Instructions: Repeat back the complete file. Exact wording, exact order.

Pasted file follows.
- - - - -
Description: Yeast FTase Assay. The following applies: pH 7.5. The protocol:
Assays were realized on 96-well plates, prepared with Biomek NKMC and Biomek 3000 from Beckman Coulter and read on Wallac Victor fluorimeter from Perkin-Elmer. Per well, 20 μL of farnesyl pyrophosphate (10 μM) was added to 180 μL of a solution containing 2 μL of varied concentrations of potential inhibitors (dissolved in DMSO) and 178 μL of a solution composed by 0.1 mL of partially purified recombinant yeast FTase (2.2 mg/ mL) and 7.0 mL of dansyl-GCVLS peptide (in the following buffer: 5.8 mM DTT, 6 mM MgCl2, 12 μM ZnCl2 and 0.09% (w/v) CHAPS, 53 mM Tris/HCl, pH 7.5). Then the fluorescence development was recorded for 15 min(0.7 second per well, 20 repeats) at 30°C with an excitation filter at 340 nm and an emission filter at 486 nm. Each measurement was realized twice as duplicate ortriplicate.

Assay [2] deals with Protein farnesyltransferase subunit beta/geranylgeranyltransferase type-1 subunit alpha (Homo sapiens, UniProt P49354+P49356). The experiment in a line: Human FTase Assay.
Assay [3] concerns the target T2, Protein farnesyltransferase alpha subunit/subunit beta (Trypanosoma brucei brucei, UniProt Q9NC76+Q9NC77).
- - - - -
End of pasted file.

Description: Yeast FTase Assay. The following applies: pH 7.5. The protocol:
Assays were realized on 96-well plates, prepared with Biomek NKMC and Biomek 3000 from Beckman Coulter and read on Wallac Victor fluorimeter from Perkin-Elmer. Per well, 20 μL of farnesyl pyrophosphate (10 μM) was added to 180 μL of a solution containing 2 μL of varied concentrations of potential inhibitors (dissolved in DMSO) and 178 μL of a solution composed by 0.1 mL of partially purified recombinant yeast FTase (2.2 mg/ mL) and 7.0 mL of dansyl-GCVLS peptide (in the following buffer: 5.8 mM DTT, 6 mM MgCl2, 12 μM ZnCl2 and 0.09% (w/v) CHAPS, 53 mM Tris/HCl, pH 7.5). Then the fluorescence development was recorded for 15 min(0.7 second per well, 20 repeats) at 30°C with an excitation filter at 340 nm and an emission filter at 486 nm. Each measurement was realized twice as duplicate ortriplicate.

Assay [2] deals with Protein farnesyltransferase subunit beta/geranylgeranyltransferase type-1 subunit alpha (Homo sapiens, UniProt P49354+P49356). The experiment in a line: Human FTase Assay.
Assay [3] concerns the target T2, Protein farnesyltransferase alpha subunit/subunit beta (Trypanosoma brucei brucei, UniProt Q9NC76+Q9NC77).